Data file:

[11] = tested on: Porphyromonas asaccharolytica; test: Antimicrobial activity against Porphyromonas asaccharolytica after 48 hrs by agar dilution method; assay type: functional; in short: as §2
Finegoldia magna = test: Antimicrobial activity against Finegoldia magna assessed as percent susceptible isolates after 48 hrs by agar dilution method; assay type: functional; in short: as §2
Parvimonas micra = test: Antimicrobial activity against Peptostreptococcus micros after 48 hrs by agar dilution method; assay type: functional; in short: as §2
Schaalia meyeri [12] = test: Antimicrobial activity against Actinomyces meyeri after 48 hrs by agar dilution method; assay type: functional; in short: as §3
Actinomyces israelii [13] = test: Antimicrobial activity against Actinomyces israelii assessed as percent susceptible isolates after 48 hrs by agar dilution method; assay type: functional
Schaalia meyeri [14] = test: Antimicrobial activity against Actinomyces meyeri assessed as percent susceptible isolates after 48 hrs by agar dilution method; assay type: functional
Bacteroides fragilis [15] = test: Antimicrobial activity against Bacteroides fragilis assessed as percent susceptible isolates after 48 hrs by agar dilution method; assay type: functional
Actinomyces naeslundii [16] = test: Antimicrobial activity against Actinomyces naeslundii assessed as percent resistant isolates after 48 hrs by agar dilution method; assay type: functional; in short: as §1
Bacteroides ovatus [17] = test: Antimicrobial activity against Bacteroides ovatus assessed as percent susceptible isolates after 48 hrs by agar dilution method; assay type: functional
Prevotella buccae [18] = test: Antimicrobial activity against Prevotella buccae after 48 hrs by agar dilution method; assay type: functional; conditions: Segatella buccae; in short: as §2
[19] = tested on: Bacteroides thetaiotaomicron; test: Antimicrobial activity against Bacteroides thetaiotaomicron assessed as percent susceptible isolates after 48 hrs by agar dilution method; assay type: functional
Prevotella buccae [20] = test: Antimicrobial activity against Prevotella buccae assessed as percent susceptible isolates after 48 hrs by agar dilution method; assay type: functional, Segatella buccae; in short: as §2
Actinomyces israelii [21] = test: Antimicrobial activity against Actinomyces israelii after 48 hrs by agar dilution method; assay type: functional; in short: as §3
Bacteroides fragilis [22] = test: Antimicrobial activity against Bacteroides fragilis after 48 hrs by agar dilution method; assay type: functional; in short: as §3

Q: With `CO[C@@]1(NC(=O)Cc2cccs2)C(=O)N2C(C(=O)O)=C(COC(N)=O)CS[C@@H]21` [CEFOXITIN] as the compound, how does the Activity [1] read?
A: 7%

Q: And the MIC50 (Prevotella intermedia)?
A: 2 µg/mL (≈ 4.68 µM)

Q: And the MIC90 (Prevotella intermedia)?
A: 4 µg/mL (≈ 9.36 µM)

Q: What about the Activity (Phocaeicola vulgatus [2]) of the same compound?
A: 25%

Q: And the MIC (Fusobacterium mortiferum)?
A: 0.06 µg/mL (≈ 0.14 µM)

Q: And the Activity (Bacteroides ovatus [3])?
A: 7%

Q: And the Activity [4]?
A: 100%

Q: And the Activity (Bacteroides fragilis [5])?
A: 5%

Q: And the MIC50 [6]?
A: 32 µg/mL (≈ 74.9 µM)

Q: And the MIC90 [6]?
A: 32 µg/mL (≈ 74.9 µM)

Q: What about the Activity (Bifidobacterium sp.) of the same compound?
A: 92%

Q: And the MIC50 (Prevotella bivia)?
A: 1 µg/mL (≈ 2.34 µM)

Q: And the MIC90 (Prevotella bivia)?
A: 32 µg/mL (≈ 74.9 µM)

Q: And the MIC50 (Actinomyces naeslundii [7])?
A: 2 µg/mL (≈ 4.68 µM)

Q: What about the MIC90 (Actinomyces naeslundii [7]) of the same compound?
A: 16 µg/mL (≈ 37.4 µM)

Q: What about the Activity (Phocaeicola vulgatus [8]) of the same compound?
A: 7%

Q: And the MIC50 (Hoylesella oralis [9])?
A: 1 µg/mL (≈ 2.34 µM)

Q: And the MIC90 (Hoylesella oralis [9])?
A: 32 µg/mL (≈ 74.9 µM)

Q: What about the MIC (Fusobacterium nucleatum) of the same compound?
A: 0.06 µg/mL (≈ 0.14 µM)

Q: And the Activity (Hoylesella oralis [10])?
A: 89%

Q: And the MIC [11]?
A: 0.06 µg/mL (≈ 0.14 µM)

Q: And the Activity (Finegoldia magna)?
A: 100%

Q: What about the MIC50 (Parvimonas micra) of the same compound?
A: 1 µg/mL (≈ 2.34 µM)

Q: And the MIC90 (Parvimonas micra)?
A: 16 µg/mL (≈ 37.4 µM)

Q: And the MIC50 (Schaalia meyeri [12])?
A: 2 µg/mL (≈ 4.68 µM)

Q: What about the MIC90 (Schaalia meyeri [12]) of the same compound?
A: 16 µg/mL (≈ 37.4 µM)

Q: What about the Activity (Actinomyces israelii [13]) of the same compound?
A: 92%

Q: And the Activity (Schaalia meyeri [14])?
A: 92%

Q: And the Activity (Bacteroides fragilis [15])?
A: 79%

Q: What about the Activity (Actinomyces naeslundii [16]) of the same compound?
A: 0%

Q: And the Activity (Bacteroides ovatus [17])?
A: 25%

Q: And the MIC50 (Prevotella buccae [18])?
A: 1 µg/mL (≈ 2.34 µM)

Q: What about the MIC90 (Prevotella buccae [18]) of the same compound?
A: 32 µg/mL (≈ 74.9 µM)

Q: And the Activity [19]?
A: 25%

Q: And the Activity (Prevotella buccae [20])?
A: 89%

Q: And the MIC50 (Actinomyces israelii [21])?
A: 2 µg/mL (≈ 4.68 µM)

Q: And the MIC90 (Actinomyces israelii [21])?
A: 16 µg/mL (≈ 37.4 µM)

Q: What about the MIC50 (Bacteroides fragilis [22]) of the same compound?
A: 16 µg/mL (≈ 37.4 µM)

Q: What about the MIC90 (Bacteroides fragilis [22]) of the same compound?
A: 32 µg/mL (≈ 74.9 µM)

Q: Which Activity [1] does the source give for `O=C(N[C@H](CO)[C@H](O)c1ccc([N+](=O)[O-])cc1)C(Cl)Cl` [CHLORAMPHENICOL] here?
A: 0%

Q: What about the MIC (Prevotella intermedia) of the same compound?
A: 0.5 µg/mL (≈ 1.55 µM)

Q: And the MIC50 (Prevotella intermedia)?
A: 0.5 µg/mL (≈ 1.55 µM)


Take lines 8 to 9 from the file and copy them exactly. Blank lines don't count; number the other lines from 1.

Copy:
Actinomyces naeslundii [16] = test: Antimicrobial activity against Actinomyces naeslundii assessed as percent resistant isolates after 48 hrs by agar dilution method; assay type: functional; in short: as §1
Bacteroides ovatus [17] = test: Antimicrobial activity against Bacteroides ovatus assessed as percent susceptible isolates after 48 hrs by agar dilution method; assay type: functional